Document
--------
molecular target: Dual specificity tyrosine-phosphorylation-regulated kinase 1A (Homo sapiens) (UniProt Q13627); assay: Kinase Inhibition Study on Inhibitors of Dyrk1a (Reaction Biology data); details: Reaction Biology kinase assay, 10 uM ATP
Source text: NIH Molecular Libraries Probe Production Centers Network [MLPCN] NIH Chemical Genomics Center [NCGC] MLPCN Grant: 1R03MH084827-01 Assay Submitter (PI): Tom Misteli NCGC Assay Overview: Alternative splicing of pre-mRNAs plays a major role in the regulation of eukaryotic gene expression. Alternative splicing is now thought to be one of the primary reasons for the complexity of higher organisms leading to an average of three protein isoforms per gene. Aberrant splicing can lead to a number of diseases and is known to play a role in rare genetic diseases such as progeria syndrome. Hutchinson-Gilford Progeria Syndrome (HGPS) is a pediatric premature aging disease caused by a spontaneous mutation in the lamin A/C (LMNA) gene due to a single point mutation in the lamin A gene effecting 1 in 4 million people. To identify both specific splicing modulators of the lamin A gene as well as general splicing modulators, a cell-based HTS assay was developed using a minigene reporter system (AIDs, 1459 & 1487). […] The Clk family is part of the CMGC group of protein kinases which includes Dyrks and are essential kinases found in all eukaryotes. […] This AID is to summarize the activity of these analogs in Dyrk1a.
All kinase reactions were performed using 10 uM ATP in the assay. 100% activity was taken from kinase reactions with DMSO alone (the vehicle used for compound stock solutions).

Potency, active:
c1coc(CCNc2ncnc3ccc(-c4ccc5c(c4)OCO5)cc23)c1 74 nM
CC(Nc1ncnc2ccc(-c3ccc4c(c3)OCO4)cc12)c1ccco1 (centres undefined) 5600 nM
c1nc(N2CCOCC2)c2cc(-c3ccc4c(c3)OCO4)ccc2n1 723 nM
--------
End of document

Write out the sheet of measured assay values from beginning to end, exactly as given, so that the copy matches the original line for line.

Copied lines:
molecular target: Dual specificity tyrosine-phosphorylation-regulated kinase 1A (Homo sapiens) (UniProt Q13627); assay: Kinase Inhibition Study on Inhibitors of Dyrk1a (Reaction Biology data); details: Reaction Biology kinase assay, 10 uM ATP
Source text: NIH Molecular Libraries Probe Production Centers Network [MLPCN] NIH Chemical Genomics Center [NCGC] MLPCN Grant: 1R03MH084827-01 Assay Submitter (PI): Tom Misteli NCGC Assay Overview: Alternative splicing of pre-mRNAs plays a major role in the regulation of eukaryotic gene expression. Alternative splicing is now thought to be one of the primary reasons for the complexity of higher organisms leading to an average of three protein isoforms per gene. Aberrant splicing can lead to a number of diseases and is known to play a role in rare genetic diseases such as progeria syndrome. Hutchinson-Gilford Progeria Syndrome (HGPS) is a pediatric premature aging disease caused by a spontaneous mutation in the lamin A/C (LMNA) gene due to a single point mutation in the lamin A gene effecting 1 in 4 million people. To identify both specific splicing modulators of the lamin A gene as well as general splicing modulators, a cell-based HTS assay was developed using a minigene reporter system (AIDs, 1459 & 1487). […] The Clk family is part of the CMGC group of protein kinases which includes Dyrks and are essential kinases found in all eukaryotes. […] This AID is to summarize the activity of these analogs in Dyrk1a.
All kinase reactions were performed using 10 uM ATP in the assay. 100% activity was taken from kinase reactions with DMSO alone (the vehicle used for compound stock solutions).

Potency, active:
c1coc(CCNc2ncnc3ccc(-c4ccc5c(c4)OCO5)cc23)c1 74 nM
CC(Nc1ncnc2ccc(-c3ccc4c(c3)OCO4)cc12)c1ccco1 (centres undefined) 5600 nM
c1nc(N2CCOCC2)c2cc(-c3ccc4c(c3)OCO4)ccc2n1 723 nM